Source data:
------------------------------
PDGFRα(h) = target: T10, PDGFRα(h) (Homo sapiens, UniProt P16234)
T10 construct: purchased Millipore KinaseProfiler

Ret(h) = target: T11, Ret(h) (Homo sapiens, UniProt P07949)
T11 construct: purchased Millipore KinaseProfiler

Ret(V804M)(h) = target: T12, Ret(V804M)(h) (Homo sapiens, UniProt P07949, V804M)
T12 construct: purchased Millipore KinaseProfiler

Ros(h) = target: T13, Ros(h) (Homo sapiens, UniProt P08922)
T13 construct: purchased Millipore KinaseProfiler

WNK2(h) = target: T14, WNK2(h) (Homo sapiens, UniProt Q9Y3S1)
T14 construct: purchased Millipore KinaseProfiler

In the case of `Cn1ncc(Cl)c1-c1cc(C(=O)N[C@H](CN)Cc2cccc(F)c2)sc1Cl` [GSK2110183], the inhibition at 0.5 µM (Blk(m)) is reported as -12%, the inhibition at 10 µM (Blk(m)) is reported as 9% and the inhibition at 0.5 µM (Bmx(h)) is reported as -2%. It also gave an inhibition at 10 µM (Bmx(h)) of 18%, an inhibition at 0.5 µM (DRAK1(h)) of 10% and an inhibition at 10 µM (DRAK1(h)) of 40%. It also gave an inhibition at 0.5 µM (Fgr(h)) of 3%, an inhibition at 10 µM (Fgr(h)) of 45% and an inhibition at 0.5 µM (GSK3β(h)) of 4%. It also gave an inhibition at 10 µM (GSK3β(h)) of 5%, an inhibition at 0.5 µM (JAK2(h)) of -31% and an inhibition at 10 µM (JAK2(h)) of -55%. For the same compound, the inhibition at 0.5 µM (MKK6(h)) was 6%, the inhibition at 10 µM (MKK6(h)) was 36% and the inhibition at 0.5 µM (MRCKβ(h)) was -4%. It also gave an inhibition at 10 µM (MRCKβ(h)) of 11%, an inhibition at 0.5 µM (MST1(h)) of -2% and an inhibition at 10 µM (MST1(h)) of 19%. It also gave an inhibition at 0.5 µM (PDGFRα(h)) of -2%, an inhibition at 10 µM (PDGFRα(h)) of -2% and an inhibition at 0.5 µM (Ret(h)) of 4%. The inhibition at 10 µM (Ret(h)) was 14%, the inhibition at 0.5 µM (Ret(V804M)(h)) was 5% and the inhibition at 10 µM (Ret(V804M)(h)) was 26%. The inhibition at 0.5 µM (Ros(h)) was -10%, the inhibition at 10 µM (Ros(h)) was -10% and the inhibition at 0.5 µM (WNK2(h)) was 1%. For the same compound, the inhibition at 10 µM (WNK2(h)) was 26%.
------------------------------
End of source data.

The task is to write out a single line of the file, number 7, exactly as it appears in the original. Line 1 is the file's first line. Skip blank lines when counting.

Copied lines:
Ros(h) = target: T13, Ros(h) (Homo sapiens, UniProt P08922)